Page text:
7. Germany 1-5 England.
World cup 2002 qualification had seen old foes England and Germany both vying for 1st place in the same group in order to secure an automatic passage to the tournament.
Sven Goran Eriksson had been handed the managerial reigns after Kevin Keegan’s dismal spell in charge of our national side, the first foreign managerial appointment in our history.
The match itself was crucial in terms of who would nail down that coveted first place, with the runner up to be consigned to the play off’s, which are always nervy and fraught occasions.
England would be stepping into the Lion’s den in Munich with a fairly bleak record against their German counterparts in recent times, with a 1-0 loss at Wembley earlier in the same campaign still fresh in the memory. It was a harrowing defeat that would be England’s last game under the old famous twin towers as shortly afterwards the stadium was demolished, whilst Kevin Keegan resigned as manager of the team.
The game itself began in familiar fashion with England falling behind after just six minutes, as Carsten Jancker turned in from close range. But what followed next was a scenario that had only ever been played out in our dreams as England fans, yet on this September evening in 2001 it became a thrilling reality.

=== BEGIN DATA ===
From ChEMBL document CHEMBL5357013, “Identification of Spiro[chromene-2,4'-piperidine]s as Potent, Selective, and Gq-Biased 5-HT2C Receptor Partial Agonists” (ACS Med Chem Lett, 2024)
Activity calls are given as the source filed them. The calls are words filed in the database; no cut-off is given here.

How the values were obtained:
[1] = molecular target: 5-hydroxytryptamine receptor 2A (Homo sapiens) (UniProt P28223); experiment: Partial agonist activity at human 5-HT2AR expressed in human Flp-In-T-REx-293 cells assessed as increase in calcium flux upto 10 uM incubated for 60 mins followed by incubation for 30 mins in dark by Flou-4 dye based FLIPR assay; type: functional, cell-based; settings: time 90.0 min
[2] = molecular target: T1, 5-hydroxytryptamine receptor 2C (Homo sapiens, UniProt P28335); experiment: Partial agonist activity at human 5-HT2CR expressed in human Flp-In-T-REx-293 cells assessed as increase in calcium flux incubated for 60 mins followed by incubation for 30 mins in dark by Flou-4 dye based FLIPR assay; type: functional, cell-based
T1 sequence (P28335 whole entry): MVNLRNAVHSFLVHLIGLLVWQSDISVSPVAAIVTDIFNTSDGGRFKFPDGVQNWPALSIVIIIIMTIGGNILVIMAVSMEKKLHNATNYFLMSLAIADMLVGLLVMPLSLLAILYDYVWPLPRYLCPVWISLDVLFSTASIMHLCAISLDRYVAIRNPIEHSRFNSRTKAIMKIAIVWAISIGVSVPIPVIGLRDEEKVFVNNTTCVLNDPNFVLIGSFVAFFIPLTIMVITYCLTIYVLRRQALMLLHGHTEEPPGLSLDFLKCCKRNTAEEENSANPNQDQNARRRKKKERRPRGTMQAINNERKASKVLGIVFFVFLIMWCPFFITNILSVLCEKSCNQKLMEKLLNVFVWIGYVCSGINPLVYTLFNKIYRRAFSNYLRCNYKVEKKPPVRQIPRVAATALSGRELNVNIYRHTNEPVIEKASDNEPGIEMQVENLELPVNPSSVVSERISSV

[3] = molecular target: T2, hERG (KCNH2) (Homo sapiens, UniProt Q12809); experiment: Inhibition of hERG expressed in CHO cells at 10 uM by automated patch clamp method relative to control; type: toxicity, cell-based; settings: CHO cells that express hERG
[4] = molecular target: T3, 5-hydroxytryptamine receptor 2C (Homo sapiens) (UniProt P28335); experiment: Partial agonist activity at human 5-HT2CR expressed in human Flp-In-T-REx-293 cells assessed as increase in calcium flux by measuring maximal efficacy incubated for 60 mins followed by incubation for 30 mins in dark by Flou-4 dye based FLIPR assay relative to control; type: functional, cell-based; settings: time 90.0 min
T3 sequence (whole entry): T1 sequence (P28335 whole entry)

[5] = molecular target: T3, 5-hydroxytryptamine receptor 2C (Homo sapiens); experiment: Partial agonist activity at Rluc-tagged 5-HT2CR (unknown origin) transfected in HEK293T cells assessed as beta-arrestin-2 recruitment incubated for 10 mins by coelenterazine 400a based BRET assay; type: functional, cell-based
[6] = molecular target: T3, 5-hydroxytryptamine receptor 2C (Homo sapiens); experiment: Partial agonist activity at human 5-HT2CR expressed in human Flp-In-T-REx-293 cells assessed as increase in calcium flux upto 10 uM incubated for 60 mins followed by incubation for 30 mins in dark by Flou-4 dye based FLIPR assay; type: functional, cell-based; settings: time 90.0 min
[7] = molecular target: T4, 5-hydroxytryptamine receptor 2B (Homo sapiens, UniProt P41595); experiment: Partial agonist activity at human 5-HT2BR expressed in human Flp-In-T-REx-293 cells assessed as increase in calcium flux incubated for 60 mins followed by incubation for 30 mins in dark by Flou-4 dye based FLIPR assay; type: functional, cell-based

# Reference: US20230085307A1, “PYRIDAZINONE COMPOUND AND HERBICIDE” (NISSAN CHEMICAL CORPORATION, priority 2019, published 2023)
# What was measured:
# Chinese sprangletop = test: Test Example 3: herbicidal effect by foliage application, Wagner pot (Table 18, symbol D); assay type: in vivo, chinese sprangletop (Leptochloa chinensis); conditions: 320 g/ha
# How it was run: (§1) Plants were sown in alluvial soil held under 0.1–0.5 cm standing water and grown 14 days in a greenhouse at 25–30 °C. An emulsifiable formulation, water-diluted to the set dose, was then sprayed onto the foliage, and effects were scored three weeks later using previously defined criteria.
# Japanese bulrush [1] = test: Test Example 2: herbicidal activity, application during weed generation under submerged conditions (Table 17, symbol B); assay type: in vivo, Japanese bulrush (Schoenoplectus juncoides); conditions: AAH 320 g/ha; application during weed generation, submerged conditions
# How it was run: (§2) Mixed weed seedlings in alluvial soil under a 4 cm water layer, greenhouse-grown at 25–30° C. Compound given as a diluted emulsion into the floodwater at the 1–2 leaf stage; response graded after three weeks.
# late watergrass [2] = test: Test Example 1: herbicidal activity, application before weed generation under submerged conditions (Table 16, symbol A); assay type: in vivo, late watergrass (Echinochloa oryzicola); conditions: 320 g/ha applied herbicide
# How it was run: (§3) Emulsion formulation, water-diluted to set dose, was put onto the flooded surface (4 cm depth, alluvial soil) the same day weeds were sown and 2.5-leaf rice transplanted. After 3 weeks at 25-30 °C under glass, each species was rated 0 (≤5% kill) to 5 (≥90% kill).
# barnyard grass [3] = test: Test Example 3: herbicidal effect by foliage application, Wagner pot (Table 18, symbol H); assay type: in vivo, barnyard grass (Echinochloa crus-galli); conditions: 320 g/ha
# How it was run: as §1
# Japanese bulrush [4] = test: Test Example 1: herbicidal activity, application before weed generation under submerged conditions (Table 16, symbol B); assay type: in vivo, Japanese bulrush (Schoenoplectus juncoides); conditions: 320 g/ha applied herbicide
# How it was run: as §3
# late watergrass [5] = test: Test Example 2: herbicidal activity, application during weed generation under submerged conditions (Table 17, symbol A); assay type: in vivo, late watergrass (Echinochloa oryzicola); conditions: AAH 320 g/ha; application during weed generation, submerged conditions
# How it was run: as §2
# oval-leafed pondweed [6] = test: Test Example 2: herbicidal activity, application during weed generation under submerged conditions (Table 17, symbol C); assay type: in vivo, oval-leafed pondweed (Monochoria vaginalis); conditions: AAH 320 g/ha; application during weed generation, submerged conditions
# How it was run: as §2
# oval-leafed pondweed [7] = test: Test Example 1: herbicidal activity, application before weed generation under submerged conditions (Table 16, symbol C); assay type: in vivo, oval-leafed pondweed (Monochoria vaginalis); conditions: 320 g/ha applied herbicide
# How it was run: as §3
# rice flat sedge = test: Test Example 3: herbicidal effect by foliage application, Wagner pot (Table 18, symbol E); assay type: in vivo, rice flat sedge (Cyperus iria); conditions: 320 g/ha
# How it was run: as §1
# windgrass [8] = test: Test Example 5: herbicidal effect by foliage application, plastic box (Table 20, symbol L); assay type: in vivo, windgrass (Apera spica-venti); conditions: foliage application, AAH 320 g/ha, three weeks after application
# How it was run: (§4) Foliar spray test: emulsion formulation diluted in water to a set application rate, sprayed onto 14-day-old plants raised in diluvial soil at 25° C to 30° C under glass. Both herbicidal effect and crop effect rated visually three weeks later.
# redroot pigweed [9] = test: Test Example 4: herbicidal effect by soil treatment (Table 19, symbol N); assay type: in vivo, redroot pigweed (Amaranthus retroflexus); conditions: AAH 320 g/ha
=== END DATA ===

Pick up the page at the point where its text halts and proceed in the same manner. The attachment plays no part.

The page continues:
England soon struck back through Michael Owen and Steven Gerrard before the break as they held a 2-1 lead at the interval. When the expected German onslaught never prospered in the second half, England took total control of the match with Michael Owen plundering a hat-trick, and his much maligned strike partner Emile Heskey rounding off proceedings with England’s fifth.
A shell shocked Germany team stood in disbelief at the final whistle as did many of us at home, for we had never witnessed such a thorough trouncing of a German football team in our lifetime.
England would indeed go on to top the group and qualify for the World Cup in Japan and South Korea, where they would bow out to eventual Champions Brazil in Suzoka, led by a resurgent Ronaldo.
It was a huge moral boosting victory after spending a number of years floundering at major tournaments and being unable to garner any real excitement for our future in the sport.
This result turned those perceptions on their head and gave Sven Goran Eriksson’s appointment a major surge in popularity, it was a once in a lifetime moment for all passionate England supporters.